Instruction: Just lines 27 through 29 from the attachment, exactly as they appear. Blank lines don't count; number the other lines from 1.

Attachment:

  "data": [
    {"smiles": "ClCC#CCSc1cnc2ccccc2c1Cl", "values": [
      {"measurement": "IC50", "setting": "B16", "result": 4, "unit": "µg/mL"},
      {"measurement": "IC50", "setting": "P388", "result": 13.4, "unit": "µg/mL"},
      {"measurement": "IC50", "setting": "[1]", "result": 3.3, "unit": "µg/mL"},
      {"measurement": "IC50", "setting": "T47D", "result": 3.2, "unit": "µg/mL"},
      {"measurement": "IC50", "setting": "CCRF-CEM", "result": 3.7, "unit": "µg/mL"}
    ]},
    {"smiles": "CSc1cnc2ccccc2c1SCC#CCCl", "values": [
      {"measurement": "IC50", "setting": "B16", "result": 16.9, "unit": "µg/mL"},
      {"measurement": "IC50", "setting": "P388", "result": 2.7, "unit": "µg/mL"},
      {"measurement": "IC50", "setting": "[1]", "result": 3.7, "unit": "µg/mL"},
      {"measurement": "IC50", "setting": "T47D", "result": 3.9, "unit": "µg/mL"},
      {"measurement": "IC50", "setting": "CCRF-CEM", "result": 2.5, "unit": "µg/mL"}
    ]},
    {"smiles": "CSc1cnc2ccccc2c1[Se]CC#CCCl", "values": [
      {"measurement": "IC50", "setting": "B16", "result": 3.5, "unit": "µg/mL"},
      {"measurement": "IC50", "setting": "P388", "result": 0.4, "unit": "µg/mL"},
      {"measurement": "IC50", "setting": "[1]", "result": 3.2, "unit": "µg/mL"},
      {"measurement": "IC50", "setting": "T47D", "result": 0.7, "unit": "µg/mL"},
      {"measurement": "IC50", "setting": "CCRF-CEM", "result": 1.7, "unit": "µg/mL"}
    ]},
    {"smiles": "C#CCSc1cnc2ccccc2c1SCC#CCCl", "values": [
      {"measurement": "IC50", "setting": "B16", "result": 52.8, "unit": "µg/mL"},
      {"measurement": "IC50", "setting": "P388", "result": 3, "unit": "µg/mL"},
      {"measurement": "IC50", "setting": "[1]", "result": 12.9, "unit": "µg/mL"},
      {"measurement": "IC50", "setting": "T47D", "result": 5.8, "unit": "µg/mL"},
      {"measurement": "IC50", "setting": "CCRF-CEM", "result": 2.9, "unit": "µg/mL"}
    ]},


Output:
      {"measurement": "IC50", "setting": "T47D", "result": 5.8, "unit": "µg/mL"},
      {"measurement": "IC50", "setting": "CCRF-CEM", "result": 2.9, "unit": "µg/mL"}
    ]},